Diapause is not selected as a bet-hedging strategy in insects: a meta-analysis of reaction norm shapes

Jens Joschinski & Dries Bonte
Many organisms escape from lethal climatological conditions by entering a resistant resting stage called diapause, and it is essential that this strategy remains optimally timed with seasonal change. Climate change therefore exerts selection pressure on phenology, which is expected to cause the evolution of mean diapause timing, but also phenotypic plasticity and bet-hedging strategies. Especially the latter as a strategy to cope with unpredictability is so far little considered in the context of climate change,...

Tree diversity is key for promoting the diversity and abundance of forest‐associated taxa in Europe

Eric Allan, Evy Ampoorter, Luc Barbaro, Hervé Jactel, Lander Baeten, Johanna Boberg, Monique Carnol, Bastien Castagneyrol, Yohan Charbonnier, Seid Muhie Dawud, Marc Deconchat, Pallieter De Smedt, Hans De Wandeler, Virginie Guyot, Stephan Hättenschwiler, François‐Xavier Joly, Julia Koricheva, Harriet Milligan, Bart Muys, Diem Nguyen, Sophia Ratcliffe, Karsten Raulund‐Rasmussen, Michael Scherer‐Lorenzen, Fons Plas, J. Van Keer … & Lars Vesterdal
Plant diversity is an important driver of diversity at other trophic levels, suggesting that cascading extinctions could reduce overall biodiversity. Most evidence for positive effects of plant diversity comes from grasslands. Despite the fact that forests are hotspots of biodiversity, the importance of tree diversity, in particular its relative importance compared to other management related factors, in affecting forest‐associated taxa is not well known. To address this, we used data from 183 plots, located in...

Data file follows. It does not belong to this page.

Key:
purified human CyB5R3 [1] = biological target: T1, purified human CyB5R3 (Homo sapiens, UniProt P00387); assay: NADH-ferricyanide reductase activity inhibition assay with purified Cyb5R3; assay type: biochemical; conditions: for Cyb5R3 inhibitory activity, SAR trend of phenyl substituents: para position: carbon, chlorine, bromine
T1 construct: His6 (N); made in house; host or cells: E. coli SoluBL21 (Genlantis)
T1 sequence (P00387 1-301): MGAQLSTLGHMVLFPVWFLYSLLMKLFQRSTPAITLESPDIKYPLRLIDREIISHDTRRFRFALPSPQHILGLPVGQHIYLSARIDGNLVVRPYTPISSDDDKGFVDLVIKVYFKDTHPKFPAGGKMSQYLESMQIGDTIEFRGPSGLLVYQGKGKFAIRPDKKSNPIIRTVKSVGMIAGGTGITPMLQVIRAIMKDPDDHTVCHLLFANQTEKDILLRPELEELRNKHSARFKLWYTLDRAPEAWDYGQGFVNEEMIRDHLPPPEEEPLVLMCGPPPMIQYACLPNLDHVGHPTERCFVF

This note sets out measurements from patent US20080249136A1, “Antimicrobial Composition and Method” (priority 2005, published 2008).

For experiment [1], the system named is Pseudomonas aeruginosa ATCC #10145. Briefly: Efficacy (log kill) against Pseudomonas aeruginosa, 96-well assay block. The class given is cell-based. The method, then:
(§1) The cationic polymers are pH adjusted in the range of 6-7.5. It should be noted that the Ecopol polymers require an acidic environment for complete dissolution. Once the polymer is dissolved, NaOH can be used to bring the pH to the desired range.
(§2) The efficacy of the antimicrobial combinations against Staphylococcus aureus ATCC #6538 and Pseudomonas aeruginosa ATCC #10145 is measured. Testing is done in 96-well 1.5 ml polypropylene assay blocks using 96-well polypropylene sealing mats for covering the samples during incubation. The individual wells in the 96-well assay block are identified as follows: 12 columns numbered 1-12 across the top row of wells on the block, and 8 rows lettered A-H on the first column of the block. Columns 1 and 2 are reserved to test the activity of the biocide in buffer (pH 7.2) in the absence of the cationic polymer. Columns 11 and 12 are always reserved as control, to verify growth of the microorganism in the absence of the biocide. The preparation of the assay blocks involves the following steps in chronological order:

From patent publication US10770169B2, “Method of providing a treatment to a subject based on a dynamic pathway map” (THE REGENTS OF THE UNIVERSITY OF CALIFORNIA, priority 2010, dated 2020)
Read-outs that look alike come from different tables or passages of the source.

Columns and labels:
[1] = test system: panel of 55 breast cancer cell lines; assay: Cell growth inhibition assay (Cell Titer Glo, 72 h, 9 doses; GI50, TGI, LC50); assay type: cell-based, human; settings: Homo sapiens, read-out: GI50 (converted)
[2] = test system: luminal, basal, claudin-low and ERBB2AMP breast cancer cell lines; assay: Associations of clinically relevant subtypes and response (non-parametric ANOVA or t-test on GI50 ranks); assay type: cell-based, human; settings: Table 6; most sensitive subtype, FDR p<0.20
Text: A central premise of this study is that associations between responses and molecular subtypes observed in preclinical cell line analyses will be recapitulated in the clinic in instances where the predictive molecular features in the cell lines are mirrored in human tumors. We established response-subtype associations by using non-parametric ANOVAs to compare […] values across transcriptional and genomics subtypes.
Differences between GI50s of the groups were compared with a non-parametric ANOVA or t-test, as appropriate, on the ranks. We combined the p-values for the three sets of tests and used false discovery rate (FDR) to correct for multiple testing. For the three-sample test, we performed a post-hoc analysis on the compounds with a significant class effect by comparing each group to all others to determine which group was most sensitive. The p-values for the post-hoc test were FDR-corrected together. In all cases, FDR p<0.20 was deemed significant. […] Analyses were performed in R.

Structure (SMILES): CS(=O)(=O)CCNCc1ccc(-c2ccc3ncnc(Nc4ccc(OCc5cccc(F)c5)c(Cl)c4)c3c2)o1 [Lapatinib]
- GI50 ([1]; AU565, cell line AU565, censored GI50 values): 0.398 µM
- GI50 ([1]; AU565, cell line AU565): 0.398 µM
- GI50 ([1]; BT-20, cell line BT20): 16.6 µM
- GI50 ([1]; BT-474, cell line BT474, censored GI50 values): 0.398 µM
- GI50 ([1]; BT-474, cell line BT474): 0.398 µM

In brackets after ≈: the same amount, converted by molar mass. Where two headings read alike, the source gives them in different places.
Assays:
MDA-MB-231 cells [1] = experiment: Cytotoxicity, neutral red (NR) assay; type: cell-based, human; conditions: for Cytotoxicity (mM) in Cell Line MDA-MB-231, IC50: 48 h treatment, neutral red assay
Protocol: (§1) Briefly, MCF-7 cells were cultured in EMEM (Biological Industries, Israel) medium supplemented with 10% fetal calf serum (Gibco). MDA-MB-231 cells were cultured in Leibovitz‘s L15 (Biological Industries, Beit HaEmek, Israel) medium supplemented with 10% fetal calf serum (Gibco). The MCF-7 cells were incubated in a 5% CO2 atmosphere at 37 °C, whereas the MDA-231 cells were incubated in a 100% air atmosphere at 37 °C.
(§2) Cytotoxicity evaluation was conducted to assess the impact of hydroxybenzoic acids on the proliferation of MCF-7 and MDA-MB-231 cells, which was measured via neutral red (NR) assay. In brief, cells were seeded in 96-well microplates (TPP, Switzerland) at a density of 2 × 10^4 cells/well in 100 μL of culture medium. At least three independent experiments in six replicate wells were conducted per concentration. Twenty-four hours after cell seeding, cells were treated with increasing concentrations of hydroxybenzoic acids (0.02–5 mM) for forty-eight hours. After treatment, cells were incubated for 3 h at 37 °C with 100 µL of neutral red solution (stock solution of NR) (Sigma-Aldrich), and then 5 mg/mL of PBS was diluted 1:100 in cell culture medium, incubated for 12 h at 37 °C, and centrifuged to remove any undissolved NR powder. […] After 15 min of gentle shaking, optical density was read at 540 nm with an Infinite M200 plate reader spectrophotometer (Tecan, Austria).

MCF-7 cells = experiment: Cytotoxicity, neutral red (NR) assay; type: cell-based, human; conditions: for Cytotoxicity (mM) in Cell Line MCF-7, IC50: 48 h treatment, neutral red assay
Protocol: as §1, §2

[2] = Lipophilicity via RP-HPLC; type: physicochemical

Fruit orchards and woody semi-natural habitat provide complementary resources for pollinators in agricultural landscapes

Maxime Eeraerts
To safeguard insect pollinators and their pollination services, we need to understand how landscape structure regulates the distribution of resources that sustain pollinator populations. However, evidence of how pollinator communities benefit from the variety of resources distributed across different habitat types is scarce. To explore complementary resource provision, we conducted a field study to examine the resources available to pollinators in fruit orchards and woody semi-natural habitat. We studied 13 landscapes containing both habitat types...

Data from: Comparative crystallography suggests maniraptoran theropod affinities for latest Cretaceous European ‘geckoid’ eggshell

Seung Choi, Edina Prondvai, Miguel Moreno‐Azanza, Zoltán Csiki‐Sava & Yuong‐Nam Lee
Thin fossil eggshells from Upper Cretaceous deposits of Europe, characterized by nodular ornamentation similar to modern gekkotan eggshells, have mostly been interpreted as gekkotan (=‘geckoid’) in origin. However, in some cases, like the oogenus Pseudogeckoolithus, their theropod affinity was also suggested. The true affinity of these fossil ‘geckoid’ eggshells remained controversial due to the absence of analytical methods effective in identifying genuine gecko eggshells in the fossil record. In this study, we apply electron backscatter...